The Washington Post: Catholic Faculty Question Boehner's Record On Poor Before Commencement Address
The letter does not protest Boehner's visit or ask the school to rescind its invitation, but urges him to "reawaken your familiarity" with church teaching on the subject of poverty. It focuses on the 2012 budget Boehner is shepherding, criticizing it for cuts that would hurt the poor and are "particularly cruel to pregnant women and children" (Boorstein, 5/11).

Los Angeles Times: Massachusetts Health Reform A Double-Edged Sword For Romney
Massachusetts Gov. Mitt Romney was all smiles in 2006 as he marched into historic Faneuil Hall behind a fife and drum corps and ascended a giant stage festooned with a banner that proclaimed "Making History in Healthcare." Five years later, that achievement is still being celebrated here by doctors, hospitals, business leaders and community advocates who credit the law with ensuring that fewer than 2% of the state's residents are uninsured, compared with more than 15% nationally. Yet the Massachusetts milestone has emerged as perhaps Romney's biggest obstacle to securing the Republican nomination for president in 2012 (Levey, 5/11).

The Associated Press: Romney Tackling Health Care Vulnerability
Mitt Romney waited until weeks before GOP primary voting began in 2008 to address a big vulnerability in his quest for the presidency - his Mormon faith. Advisers now say that was too late to answer voter skepticism. This time, Romney is tackling an enormous weakness head-on at the outset of his campaign for president: a health care overhaul that he signed into law as Massachusetts governor and that became a model for President Barack Obama's national measure (Elliott, 5/12).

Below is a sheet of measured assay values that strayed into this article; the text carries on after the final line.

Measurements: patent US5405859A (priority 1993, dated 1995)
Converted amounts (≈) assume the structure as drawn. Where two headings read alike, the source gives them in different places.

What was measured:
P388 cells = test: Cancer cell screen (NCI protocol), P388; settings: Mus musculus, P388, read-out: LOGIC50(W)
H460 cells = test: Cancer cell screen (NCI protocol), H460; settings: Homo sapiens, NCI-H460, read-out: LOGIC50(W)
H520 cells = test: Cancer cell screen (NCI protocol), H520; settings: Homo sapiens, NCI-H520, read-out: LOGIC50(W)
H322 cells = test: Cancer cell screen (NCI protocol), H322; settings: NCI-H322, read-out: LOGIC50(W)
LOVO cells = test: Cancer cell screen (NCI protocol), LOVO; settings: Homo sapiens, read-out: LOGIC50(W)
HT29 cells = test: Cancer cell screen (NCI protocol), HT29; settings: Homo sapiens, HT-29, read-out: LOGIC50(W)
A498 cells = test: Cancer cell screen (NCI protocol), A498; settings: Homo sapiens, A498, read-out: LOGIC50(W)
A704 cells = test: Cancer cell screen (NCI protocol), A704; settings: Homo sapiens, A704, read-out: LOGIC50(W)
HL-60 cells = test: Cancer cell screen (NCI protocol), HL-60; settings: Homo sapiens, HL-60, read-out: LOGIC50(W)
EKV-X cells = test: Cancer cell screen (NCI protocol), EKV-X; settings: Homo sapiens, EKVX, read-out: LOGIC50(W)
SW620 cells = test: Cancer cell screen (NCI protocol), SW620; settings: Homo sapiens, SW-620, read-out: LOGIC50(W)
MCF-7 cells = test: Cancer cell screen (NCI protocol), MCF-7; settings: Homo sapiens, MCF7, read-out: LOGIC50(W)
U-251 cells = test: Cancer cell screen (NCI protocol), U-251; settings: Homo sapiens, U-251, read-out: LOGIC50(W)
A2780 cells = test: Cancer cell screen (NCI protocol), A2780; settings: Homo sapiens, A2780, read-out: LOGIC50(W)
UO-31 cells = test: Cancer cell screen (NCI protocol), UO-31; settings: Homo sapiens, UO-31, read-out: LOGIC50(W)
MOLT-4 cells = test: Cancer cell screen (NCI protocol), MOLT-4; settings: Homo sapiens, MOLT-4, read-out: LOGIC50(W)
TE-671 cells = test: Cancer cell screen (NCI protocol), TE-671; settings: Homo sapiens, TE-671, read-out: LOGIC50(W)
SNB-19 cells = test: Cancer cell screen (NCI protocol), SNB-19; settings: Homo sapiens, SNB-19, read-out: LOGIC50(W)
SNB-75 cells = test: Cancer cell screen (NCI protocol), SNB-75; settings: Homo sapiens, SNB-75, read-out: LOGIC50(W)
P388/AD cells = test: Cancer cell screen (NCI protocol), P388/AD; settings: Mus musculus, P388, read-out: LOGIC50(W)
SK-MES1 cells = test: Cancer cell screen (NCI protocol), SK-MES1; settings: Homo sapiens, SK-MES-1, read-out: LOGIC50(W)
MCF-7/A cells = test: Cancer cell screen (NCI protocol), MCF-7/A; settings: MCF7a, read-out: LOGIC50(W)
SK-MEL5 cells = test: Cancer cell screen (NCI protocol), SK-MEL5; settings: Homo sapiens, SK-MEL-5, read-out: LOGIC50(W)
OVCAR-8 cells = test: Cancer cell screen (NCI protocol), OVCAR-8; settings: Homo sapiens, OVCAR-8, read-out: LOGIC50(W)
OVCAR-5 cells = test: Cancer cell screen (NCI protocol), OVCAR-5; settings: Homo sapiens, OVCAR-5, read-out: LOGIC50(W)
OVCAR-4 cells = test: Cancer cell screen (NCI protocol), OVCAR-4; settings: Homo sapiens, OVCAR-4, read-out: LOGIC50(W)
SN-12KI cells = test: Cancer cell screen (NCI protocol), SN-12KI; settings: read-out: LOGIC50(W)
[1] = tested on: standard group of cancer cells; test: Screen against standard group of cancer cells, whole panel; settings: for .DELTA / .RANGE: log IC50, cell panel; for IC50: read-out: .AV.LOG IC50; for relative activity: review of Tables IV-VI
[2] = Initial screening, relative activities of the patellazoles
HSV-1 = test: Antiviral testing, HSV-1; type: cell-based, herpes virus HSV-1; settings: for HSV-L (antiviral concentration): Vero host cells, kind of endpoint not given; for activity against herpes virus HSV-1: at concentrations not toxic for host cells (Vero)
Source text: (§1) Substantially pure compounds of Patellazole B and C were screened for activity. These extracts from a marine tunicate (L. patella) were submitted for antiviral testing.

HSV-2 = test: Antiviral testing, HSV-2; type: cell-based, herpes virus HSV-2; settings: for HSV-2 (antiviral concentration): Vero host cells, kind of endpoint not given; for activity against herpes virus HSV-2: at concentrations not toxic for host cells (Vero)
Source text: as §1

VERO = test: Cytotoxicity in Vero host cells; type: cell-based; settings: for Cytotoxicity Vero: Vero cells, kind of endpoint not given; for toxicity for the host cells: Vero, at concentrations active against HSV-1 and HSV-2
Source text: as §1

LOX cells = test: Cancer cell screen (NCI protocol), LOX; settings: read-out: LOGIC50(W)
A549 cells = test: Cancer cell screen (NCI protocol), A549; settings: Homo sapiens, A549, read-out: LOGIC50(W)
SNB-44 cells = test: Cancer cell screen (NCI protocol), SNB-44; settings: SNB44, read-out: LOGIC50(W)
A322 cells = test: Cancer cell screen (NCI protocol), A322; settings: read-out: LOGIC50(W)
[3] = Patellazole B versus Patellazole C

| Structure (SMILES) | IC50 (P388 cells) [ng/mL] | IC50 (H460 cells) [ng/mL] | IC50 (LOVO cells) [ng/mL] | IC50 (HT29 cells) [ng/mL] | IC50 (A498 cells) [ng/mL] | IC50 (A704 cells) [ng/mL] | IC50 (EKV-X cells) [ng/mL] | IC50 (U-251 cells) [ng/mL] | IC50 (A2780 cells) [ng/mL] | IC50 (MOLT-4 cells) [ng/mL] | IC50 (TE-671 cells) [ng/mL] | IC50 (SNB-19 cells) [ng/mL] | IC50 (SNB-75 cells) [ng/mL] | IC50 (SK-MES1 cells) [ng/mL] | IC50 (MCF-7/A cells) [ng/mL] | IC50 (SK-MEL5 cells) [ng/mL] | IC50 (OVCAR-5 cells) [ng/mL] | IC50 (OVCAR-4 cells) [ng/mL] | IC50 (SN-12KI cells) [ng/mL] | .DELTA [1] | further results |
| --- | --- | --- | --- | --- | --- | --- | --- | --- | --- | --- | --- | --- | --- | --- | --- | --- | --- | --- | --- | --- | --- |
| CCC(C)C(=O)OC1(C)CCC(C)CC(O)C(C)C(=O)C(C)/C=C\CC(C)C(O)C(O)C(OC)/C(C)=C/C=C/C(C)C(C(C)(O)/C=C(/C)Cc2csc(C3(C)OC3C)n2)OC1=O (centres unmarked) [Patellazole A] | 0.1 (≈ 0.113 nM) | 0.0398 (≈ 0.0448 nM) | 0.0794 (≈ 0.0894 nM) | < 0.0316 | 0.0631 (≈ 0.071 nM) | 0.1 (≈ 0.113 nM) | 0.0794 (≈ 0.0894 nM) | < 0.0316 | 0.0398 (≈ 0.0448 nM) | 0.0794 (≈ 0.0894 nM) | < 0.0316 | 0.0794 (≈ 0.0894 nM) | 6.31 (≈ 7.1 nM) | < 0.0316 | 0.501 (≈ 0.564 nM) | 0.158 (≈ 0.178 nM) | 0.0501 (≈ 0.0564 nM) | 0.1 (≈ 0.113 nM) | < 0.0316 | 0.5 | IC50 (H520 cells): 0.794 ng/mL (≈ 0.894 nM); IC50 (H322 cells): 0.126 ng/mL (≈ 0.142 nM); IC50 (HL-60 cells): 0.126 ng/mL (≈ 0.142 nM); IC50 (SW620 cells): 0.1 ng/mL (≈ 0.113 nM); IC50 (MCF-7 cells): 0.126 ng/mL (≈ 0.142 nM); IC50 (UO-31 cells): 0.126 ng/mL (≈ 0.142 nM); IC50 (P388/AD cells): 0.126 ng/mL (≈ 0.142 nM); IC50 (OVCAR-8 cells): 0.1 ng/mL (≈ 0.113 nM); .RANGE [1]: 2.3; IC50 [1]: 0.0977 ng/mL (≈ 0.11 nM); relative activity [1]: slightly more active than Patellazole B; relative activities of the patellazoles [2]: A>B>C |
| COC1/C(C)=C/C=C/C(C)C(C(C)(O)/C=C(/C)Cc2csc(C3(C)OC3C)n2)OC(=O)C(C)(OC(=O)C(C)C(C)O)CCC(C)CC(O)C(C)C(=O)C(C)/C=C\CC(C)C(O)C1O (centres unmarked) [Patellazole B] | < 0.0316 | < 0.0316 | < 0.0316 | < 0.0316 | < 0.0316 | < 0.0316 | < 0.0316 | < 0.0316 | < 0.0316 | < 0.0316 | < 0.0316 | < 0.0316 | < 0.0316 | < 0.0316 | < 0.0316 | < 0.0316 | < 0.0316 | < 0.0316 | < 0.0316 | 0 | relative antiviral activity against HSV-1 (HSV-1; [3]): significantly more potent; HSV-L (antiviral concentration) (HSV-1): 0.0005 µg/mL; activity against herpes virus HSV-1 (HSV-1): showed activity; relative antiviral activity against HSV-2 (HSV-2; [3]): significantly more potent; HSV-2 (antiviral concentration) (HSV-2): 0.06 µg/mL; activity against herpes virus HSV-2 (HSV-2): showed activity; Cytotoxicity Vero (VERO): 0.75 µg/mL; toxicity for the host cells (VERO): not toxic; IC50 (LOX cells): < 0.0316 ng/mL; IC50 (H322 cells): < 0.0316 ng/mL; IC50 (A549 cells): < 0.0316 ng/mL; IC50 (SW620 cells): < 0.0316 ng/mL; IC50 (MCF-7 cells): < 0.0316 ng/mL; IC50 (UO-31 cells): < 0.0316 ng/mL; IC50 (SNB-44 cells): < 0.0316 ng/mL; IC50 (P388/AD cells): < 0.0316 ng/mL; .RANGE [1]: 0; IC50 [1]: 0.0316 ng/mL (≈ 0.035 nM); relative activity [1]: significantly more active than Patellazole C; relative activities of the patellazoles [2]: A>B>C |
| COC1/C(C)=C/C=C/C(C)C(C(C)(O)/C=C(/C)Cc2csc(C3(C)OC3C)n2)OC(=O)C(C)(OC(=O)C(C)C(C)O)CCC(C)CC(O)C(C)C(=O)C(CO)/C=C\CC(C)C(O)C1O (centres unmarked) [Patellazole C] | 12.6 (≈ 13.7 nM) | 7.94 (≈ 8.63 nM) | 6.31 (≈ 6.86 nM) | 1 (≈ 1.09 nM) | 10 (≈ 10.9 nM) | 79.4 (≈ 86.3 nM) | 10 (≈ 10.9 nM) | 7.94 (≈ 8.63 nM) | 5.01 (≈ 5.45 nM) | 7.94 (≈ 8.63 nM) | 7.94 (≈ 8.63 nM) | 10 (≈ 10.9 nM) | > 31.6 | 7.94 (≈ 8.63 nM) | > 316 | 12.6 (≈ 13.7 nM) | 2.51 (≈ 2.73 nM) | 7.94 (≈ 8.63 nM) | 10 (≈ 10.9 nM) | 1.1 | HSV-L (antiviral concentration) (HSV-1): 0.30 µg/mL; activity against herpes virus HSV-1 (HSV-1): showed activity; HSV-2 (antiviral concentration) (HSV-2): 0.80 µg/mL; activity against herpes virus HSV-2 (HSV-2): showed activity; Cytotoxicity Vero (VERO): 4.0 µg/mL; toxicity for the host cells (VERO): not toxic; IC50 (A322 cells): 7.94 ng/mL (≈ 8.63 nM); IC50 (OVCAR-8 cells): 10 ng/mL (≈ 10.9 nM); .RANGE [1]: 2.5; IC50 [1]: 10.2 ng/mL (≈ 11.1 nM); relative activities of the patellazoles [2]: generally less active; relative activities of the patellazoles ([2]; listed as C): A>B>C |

The Wall Street Journal: Romney Aims To Inoculate Himself On Health Care
Republican presidential candidate Mitt Romney on Thursday will address his most glaring political liability-his work as governor to establish universal health-care coverage in Massachusetts-in a speech aides say will attempt to shift attention to how he would replace President Barack Obama's health-care law (Weisman and O'Connor, 5/12).

USA Today: Romney Wants To Talk About Health Plans
No, not the health care overhaul he signed as governor of Massachusetts a decade ago. That law now looms as one of the biggest hurdles in his quest for the Republican presidential nomination in 2012 because President Obama and others cite it as a model for the federal plan enacted last year - a measure the GOP now vilifies (Page, 5/11).

Politico: What Mitt Romney's Health-Care Speech Needs To Say
Finally, Mitt Romney will confront his ghosts. Romney hasn't formally announced he's running for president yet he'll deliver a health care speech Thursday that could determine the fate of his expected campaign for the Republican nomination (Hunt, 5/12).

Politico: For GOP Freshman, The Shoe's On The Other Foot With Medicare
Politicians usually don't begin press conferences with an admission of guilt. But that's exactly what happened Wednesday, when freshman Rep. Adam Kinzinger (R-Ill.) called on the president to condemn the scare tactics Democrats have used against Republicans on Medicare - the same type of attacks Republicans used against Democrats throughout the 2010 campaign that helped put many of the GOP freshmen in office (Cogan, 5/11).

The Wall Street Journal: Reforms Prod Insurers To Diversify
Major U.S. health insurers, including Aetna Inc., Humana Inc. and WellPoint Inc., are retooling to become more than just health plans, in the wake of the federal health-care overhaul that is changing the rules for the industry's core business (Johnson, 5/12).

The Associated Press: Census Shows Age Gap Widening Among US Regions
Driven by immigrants and young people moving to the South and West and older Americans who stay put elsewhere, the age gap between regions in the U.S. has grown to its widest level in decades, sharpening the divides on hot-button issues such as immigration and changes to Medicare (Yen, 5/12).